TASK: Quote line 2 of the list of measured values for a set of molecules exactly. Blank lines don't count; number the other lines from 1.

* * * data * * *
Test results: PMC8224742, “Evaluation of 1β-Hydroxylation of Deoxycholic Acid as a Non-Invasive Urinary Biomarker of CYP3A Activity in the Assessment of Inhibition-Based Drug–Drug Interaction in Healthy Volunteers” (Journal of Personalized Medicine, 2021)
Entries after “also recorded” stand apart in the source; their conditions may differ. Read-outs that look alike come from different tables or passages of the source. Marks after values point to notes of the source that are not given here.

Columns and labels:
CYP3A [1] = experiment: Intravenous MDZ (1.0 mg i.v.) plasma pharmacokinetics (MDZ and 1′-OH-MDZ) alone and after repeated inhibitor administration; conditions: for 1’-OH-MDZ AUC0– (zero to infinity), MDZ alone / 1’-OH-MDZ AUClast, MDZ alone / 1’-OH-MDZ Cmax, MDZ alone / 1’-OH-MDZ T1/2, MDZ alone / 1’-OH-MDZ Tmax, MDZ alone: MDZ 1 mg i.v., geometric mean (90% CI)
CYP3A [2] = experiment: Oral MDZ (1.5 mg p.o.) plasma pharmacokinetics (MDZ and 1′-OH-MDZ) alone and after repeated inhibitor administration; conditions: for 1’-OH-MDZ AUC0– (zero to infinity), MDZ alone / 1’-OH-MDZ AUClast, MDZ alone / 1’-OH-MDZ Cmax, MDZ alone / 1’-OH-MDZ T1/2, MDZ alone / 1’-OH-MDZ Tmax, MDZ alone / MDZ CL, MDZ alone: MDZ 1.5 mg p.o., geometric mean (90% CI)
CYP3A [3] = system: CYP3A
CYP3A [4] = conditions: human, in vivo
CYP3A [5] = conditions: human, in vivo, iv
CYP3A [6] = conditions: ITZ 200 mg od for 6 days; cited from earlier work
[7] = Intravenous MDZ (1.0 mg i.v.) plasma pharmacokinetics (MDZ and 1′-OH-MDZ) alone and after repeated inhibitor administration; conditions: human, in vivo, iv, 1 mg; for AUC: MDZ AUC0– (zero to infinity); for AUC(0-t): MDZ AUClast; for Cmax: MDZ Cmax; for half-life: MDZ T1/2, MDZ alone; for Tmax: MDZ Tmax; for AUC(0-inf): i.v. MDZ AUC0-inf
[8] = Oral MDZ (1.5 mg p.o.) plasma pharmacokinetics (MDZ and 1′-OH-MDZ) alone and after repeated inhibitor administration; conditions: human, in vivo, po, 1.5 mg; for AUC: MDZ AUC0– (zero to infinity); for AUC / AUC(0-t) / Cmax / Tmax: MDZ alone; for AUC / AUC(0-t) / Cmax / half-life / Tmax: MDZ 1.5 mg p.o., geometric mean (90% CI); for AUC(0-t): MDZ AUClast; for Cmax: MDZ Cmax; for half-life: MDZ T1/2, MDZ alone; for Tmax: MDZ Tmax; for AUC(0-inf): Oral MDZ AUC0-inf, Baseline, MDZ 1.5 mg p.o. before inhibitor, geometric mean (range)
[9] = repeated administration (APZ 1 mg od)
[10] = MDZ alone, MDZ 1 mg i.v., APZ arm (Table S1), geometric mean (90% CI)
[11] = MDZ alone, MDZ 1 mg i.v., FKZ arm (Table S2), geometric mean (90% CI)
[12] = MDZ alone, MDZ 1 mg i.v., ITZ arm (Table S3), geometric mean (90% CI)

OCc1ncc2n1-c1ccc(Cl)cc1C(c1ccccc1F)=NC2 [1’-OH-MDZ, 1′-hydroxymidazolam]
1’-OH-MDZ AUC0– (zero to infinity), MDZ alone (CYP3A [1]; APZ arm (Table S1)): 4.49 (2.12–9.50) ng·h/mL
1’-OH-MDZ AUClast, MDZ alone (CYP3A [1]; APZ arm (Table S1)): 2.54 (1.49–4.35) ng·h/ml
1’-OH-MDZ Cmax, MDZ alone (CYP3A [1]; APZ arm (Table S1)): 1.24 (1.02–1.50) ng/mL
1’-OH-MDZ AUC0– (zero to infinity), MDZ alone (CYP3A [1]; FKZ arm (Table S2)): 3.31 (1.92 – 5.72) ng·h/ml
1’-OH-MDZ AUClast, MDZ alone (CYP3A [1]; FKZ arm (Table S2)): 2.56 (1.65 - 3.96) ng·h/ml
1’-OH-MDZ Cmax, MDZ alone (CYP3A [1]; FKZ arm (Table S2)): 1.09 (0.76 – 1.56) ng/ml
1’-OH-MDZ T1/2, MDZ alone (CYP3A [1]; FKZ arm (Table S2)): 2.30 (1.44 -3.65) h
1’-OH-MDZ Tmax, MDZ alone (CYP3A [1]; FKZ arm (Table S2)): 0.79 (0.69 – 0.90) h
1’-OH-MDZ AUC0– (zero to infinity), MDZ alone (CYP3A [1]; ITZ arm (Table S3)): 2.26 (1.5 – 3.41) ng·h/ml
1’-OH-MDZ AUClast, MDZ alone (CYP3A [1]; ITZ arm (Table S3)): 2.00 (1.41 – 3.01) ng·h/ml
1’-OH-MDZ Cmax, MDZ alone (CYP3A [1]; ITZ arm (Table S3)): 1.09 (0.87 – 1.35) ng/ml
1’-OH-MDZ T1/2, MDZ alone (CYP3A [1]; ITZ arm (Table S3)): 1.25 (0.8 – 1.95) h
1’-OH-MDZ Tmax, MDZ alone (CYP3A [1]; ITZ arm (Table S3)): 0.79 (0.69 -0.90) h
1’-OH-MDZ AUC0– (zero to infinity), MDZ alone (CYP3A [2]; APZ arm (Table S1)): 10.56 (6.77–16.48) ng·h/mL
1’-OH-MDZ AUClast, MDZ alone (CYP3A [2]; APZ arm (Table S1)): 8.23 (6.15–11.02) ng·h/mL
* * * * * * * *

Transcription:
Entries after “also recorded” stand apart in the source; their conditions may differ. Read-outs that look alike come from different tables or passages of the source. Marks after values point to notes of the source that are not given here.